Diabetes is a common lifestyle disorder that poses a major health problem to the world. There may be many predisposing factors like an unhealthy diet, sedentary lifestyle, genetic factors, and others. Two types of diabetes are commonly recognized- namely, type 1 that affects the younger population, and type 2 that affects older people. As per WHO estimates, there are about 25 million diabetics in India. Our country is expected to become the diabetes capital of the world by 2025.

The majority of diabetics suffer from a complication called Diabetic Retinopathy. The latter is one of the leading causes of blindness in India. It is a vascular disease of the retina, i.e. which affects the blood vessels. The risk of visual loss is 25 times higher in diabetics than in non-diabetics.

How diabetes affects the eye


Diabetic Retinopathy affects the blood vessels of the eye. They become weak, particularly, the smaller vessels. Such changes are accompanied by others within the retina, and may contribute to visual deterioration. Retinopathy, broadly, occurs in two stages:

  • Non-proliferative retinopathy – changes are less severe than in the proliferative stage. However, decrease in vision may occur as in Macular Oedema.
  • Proliferative retinopathy – characterized by the development of new blood vessels. They grow, bleed and lead to complications like Retinal Detachment and Neovascular Glaucoma.



Diabetic Retinopathy is a slowly progressive disease of the eye so that patients may not have any symptoms initially. Diminution of vision due to diabetes is only late in the course of the disease so that the condition is often recognized in its advanced stages when intensive control can only minimize its progression but not reverse it. Since only an ophthalmologist can recognize the early signs of Diabetic Retinopathy, it is advised that all diabetics should have their eyes examined at least once a year.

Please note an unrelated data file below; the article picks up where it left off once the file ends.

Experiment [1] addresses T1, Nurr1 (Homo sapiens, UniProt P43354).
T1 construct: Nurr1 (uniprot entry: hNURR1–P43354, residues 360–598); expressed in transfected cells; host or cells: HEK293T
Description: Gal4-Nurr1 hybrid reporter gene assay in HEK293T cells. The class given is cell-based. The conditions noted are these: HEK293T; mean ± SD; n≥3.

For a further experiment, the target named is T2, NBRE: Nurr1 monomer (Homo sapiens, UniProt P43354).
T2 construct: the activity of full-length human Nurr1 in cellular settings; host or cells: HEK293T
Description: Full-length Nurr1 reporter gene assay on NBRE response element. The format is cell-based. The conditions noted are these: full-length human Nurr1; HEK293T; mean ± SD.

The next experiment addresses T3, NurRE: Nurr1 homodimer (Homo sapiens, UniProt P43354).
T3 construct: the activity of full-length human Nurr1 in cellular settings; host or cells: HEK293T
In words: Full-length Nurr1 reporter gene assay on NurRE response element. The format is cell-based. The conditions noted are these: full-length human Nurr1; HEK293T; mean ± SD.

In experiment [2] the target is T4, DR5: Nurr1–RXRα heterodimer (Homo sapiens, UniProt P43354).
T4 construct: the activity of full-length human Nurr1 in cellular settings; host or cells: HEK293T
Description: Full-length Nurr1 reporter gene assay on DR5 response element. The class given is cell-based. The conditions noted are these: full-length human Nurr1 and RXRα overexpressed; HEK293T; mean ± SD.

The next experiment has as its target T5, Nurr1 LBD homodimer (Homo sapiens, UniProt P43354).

Investigations that maybe required

The patient may require certain ophthalmic tests in case retinopathy is detected.


  • Fundus Fluorescein Angiography (FFA) – in this test, a photograph of the retina of the eye is taken after injecting a dye into the blood stream. This helps study the vasculature of the retina in greater detail, detect areas of leakage and neovascularization.
  • Optical Coherence Tomography (OCT) – may be required in some diabetics in case macular oedema is suspected. It helps to measure the degree of fluid accumulated and decide an appropriate mode of treatment for it.



The treatment for Diabetic Retinopathy depends upon the stage of the disease. In the early stages, control of blood sugar levels helps control the disease and even reverses the changes that have occurred. But later on, Argon Laser Photocoagulation of the retina may be required to control disease progression. Macular Oedema can be sight threatening if treatment is delayed. It requires injection of a steroid inside the eye, or an ‘anti-VEGF’ agent if severe. Proliferation requires laser treatment, even injection of anti-VEGF agents, if extensive. A number of complications may also occur inside the eye in very advanced stages. Of these, Retinal Detachment is quite common. It requires surgical intervention.